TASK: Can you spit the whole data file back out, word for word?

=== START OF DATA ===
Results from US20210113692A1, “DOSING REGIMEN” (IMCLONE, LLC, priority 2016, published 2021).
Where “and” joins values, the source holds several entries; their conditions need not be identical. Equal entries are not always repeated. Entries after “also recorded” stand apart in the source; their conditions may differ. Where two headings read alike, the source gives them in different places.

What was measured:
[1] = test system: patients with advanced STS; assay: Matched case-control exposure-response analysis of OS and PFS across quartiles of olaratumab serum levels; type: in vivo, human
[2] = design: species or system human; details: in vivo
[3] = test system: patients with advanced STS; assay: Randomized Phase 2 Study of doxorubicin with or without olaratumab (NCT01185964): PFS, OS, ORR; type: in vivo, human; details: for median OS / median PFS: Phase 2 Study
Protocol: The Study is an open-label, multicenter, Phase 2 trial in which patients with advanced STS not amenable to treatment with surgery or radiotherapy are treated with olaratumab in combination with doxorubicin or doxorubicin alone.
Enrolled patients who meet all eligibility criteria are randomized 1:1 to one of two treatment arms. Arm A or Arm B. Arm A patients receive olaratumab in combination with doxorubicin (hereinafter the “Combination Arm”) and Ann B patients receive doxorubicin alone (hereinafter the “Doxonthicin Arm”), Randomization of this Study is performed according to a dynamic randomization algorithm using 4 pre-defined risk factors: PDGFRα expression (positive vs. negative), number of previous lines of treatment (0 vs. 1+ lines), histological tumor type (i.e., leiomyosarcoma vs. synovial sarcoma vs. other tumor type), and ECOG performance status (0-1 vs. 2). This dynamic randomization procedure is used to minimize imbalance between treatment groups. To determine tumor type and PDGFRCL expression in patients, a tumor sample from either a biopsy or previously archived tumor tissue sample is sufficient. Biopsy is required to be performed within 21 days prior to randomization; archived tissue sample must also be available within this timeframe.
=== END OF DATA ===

Results from US20210113692A1, “DOSING REGIMEN” (IMCLONE, LLC, priority 2016, published 2021).
Where “and” joins values, the source holds several entries; their conditions need not be identical. Equal entries are not always repeated. Entries after “also recorded” stand apart in the source; their conditions may differ. Where two headings read alike, the source gives them in different places.

What was measured:
[1] = test system: patients with advanced STS; assay: Matched case-control exposure-response analysis of OS and PFS across quartiles of olaratumab serum levels; type: in vivo, human
[2] = design: species or system human; details: in vivo
[3] = test system: patients with advanced STS; assay: Randomized Phase 2 Study of doxorubicin with or without olaratumab (NCT01185964): PFS, OS, ORR; type: in vivo, human; details: for median OS / median PFS: Phase 2 Study
Protocol: The Study is an open-label, multicenter, Phase 2 trial in which patients with advanced STS not amenable to treatment with surgery or radiotherapy are treated with olaratumab in combination with doxorubicin or doxorubicin alone.
Enrolled patients who meet all eligibility criteria are randomized 1:1 to one of two treatment arms. Arm A or Arm B. Arm A patients receive olaratumab in combination with doxorubicin (hereinafter the “Combination Arm”) and Ann B patients receive doxorubicin alone (hereinafter the “Doxonthicin Arm”), Randomization of this Study is performed according to a dynamic randomization algorithm using 4 pre-defined risk factors: PDGFRα expression (positive vs. negative), number of previous lines of treatment (0 vs. 1+ lines), histological tumor type (i.e., leiomyosarcoma vs. synovial sarcoma vs. other tumor type), and ECOG performance status (0-1 vs. 2). This dynamic randomization procedure is used to minimize imbalance between treatment groups. To determine tumor type and PDGFRCL expression in patients, a tumor sample from either a biopsy or previously archived tumor tissue sample is sufficient. Biopsy is required to be performed within 21 days prior to randomization; archived tissue sample must also be available within this timeframe.